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Does Poor Pain Management Prevail in Primary Care?

  • Authors: News Author: Troy Brown, RN
    CME Author: Charles P. Vega, MD, FAAFP
  • CME Released: 11/14/2013
  • Valid for credit through: 11/14/2014, 11:59 PM EST
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Target Audience and Goal Statement

This article is intended for primary care clinicians, pain management specialists, and other specialists who care for patients with pain.

The goal of this activity is to provide medical news to primary care clinicians and other healthcare professionals in order to enhance patient care.

Upon completion of this activity, participants will be able to:

  1. Evaluate the most significant risk factors for poor pain management in a previous study.
  2. Evaluate variables that affect the management of painful conditions.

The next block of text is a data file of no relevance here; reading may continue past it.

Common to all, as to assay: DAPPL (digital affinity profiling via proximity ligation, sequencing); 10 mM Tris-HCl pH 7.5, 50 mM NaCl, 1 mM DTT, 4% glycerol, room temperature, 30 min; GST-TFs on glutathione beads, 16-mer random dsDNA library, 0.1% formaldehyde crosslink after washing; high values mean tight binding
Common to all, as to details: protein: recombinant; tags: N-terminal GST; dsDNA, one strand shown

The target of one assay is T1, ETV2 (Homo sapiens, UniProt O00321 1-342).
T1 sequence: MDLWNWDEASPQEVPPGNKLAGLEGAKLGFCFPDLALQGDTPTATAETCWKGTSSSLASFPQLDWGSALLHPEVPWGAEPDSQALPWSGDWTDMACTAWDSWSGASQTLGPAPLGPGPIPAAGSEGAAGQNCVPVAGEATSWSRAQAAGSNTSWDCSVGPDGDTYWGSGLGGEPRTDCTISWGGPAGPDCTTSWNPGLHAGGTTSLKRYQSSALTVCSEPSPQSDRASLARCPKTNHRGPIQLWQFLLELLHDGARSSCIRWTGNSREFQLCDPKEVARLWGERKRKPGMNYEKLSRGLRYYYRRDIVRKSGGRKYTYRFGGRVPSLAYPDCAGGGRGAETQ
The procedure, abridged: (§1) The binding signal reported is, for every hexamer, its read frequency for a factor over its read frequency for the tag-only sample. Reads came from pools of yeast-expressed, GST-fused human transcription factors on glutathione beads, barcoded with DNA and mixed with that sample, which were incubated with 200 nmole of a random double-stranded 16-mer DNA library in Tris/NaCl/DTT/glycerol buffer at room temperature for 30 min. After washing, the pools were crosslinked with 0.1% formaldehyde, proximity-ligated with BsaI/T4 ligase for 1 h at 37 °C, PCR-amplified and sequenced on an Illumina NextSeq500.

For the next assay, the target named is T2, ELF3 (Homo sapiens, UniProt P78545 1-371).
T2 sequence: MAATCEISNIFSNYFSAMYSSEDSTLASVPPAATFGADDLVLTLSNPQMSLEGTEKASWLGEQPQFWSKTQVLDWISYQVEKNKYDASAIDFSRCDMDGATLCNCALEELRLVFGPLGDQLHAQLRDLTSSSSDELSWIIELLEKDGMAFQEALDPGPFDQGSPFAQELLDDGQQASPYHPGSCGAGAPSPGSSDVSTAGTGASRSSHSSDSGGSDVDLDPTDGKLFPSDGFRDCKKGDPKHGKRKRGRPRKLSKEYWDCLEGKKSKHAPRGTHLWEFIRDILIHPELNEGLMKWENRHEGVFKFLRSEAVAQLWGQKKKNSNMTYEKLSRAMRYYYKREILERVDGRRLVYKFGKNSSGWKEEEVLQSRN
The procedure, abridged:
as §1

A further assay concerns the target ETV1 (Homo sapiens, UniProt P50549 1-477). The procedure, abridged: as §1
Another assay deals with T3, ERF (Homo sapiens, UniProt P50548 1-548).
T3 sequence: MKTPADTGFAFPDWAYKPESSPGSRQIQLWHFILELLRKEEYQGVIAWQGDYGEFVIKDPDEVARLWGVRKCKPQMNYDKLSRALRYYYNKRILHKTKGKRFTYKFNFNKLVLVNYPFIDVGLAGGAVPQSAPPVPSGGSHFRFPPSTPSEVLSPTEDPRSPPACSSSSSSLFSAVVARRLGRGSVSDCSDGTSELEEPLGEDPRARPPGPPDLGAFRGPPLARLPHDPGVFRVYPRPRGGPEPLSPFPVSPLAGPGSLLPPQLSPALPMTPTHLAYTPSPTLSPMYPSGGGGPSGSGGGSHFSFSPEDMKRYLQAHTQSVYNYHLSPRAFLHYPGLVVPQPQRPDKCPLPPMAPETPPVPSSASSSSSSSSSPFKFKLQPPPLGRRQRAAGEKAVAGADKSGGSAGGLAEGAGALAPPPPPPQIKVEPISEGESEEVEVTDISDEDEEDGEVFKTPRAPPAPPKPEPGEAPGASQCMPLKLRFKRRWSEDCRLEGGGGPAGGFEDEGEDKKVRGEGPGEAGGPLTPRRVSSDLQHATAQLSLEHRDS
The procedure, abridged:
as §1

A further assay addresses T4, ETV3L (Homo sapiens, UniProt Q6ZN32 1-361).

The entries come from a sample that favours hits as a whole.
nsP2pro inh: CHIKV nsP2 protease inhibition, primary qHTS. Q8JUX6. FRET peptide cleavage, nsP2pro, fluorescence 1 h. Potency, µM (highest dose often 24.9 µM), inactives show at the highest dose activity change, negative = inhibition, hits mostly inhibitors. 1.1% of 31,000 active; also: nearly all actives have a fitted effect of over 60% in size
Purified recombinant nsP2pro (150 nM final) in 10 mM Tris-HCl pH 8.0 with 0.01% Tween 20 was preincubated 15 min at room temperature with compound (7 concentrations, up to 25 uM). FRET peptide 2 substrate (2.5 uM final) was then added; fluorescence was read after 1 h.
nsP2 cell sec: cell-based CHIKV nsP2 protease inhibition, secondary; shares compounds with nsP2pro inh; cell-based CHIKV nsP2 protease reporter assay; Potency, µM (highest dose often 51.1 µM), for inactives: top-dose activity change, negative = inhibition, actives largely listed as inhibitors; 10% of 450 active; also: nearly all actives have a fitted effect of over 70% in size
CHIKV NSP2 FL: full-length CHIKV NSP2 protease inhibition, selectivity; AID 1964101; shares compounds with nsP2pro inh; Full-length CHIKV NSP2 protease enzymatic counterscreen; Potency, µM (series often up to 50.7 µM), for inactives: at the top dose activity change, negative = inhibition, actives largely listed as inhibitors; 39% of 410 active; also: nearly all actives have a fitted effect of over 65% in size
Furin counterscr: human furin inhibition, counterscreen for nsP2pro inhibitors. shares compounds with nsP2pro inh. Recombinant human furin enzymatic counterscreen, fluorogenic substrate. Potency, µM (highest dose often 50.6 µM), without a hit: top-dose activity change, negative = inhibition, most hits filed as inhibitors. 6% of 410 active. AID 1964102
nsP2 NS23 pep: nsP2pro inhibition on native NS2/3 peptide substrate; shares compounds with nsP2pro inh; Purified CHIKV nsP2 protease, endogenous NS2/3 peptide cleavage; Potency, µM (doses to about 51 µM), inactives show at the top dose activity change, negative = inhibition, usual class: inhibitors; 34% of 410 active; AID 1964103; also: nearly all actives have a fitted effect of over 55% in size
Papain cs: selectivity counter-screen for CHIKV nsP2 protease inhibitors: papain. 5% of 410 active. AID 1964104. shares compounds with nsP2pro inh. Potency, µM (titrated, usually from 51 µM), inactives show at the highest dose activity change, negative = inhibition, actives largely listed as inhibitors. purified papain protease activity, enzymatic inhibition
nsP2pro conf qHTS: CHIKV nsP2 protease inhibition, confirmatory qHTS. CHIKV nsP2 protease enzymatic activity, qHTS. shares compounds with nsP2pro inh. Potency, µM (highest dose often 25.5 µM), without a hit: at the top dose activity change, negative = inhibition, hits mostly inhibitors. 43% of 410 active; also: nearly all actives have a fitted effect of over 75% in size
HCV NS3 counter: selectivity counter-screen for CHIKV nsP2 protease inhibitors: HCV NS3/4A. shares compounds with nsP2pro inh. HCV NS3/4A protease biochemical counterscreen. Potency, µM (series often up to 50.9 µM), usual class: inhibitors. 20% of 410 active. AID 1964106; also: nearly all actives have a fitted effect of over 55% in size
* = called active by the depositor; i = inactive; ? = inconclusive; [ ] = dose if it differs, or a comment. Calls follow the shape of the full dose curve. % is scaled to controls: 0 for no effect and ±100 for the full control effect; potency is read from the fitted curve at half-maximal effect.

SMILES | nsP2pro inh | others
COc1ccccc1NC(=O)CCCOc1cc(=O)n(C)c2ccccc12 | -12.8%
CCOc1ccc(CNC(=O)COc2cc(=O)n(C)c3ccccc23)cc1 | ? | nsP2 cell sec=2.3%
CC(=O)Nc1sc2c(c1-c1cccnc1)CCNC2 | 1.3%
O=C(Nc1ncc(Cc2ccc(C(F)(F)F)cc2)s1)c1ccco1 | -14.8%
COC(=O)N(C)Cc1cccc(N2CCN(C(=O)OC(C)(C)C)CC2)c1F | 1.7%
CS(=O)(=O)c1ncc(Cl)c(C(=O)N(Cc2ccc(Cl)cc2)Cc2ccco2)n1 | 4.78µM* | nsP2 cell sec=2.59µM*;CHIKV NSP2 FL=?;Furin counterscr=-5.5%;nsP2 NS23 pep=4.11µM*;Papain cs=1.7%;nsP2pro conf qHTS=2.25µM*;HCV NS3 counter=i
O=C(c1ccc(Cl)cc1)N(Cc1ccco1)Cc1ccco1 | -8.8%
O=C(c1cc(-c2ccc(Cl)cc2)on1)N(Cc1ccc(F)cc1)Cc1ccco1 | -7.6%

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  • Troy Brown, RN

    Troy Brown, RN, is a freelance writer for Medscape.


    Disclosure: Troy Brown, RN, has disclosed no relevant financial relationships.


  • Amy Nadel


    Disclosure: Amy Nadel has disclosed no relevant financial relationships.

CME Author(s)

  • Charles P. Vega, MD, FAAFP

    Associate Professor and Residency Director, Department of Family Medicine, University of California-Irvine, Irvine


    Disclosure: Charles P. Vega, MD, FAAFP, has disclosed no relevant financial relationships.

CME Reviewer(s)

  • Yullee C. Chui

    Program Manager, Medscape, LLC


    Disclosure: Yullee C. Chui has disclosed no relevant financial relationships.